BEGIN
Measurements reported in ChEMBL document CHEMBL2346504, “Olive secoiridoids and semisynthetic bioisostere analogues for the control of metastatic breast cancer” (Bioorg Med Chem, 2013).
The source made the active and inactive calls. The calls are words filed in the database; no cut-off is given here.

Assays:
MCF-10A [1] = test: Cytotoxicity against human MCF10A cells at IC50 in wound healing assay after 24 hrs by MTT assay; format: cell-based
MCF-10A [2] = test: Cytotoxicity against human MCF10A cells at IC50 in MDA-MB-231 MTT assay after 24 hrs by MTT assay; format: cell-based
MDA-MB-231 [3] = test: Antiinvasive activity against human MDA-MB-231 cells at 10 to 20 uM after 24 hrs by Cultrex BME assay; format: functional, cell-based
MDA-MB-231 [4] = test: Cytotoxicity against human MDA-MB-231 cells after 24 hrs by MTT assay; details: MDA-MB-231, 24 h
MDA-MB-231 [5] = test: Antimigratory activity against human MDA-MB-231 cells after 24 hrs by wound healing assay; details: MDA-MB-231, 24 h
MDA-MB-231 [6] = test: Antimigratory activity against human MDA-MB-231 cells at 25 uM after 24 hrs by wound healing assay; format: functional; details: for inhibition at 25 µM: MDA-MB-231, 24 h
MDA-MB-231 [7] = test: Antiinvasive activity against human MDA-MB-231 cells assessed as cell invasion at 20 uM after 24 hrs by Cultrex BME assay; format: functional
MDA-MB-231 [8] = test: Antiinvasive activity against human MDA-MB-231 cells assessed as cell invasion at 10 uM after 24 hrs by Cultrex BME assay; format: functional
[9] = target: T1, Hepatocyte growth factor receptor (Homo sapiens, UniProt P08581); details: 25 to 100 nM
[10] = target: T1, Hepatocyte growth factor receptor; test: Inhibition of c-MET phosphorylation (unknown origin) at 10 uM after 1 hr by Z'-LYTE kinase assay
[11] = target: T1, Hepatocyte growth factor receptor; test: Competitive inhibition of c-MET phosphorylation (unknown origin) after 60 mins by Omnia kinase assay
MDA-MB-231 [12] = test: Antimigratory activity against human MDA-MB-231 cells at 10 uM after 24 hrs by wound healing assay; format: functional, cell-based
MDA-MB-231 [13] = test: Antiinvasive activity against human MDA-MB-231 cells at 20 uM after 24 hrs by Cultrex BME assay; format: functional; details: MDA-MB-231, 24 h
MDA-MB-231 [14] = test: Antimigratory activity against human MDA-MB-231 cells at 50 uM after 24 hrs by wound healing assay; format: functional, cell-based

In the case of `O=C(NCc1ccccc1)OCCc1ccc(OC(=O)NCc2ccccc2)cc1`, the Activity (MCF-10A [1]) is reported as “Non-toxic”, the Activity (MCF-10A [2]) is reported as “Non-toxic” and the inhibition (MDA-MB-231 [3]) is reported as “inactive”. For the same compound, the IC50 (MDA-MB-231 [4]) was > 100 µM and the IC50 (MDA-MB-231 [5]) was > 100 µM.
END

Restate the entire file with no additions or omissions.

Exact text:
Measurements reported in ChEMBL document CHEMBL2346504, “Olive secoiridoids and semisynthetic bioisostere analogues for the control of metastatic breast cancer” (Bioorg Med Chem, 2013).
The source made the active and inactive calls. The calls are words filed in the database; no cut-off is given here.

Assays:
MCF-10A [1] = test: Cytotoxicity against human MCF10A cells at IC50 in wound healing assay after 24 hrs by MTT assay; format: cell-based
MCF-10A [2] = test: Cytotoxicity against human MCF10A cells at IC50 in MDA-MB-231 MTT assay after 24 hrs by MTT assay; format: cell-based
MDA-MB-231 [3] = test: Antiinvasive activity against human MDA-MB-231 cells at 10 to 20 uM after 24 hrs by Cultrex BME assay; format: functional, cell-based
MDA-MB-231 [4] = test: Cytotoxicity against human MDA-MB-231 cells after 24 hrs by MTT assay; details: MDA-MB-231, 24 h
MDA-MB-231 [5] = test: Antimigratory activity against human MDA-MB-231 cells after 24 hrs by wound healing assay; details: MDA-MB-231, 24 h
MDA-MB-231 [6] = test: Antimigratory activity against human MDA-MB-231 cells at 25 uM after 24 hrs by wound healing assay; format: functional; details: for inhibition at 25 µM: MDA-MB-231, 24 h
MDA-MB-231 [7] = test: Antiinvasive activity against human MDA-MB-231 cells assessed as cell invasion at 20 uM after 24 hrs by Cultrex BME assay; format: functional
MDA-MB-231 [8] = test: Antiinvasive activity against human MDA-MB-231 cells assessed as cell invasion at 10 uM after 24 hrs by Cultrex BME assay; format: functional
[9] = target: T1, Hepatocyte growth factor receptor (Homo sapiens, UniProt P08581); details: 25 to 100 nM
[10] = target: T1, Hepatocyte growth factor receptor; test: Inhibition of c-MET phosphorylation (unknown origin) at 10 uM after 1 hr by Z'-LYTE kinase assay
[11] = target: T1, Hepatocyte growth factor receptor; test: Competitive inhibition of c-MET phosphorylation (unknown origin) after 60 mins by Omnia kinase assay
MDA-MB-231 [12] = test: Antimigratory activity against human MDA-MB-231 cells at 10 uM after 24 hrs by wound healing assay; format: functional, cell-based
MDA-MB-231 [13] = test: Antiinvasive activity against human MDA-MB-231 cells at 20 uM after 24 hrs by Cultrex BME assay; format: functional; details: MDA-MB-231, 24 h
MDA-MB-231 [14] = test: Antimigratory activity against human MDA-MB-231 cells at 50 uM after 24 hrs by wound healing assay; format: functional, cell-based

In the case of `O=C(NCc1ccccc1)OCCc1ccc(OC(=O)NCc2ccccc2)cc1`, the Activity (MCF-10A [1]) is reported as “Non-toxic”, the Activity (MCF-10A [2]) is reported as “Non-toxic” and the inhibition (MDA-MB-231 [3]) is reported as “inactive”. For the same compound, the IC50 (MDA-MB-231 [4]) was > 100 µM and the IC50 (MDA-MB-231 [5]) was > 100 µM.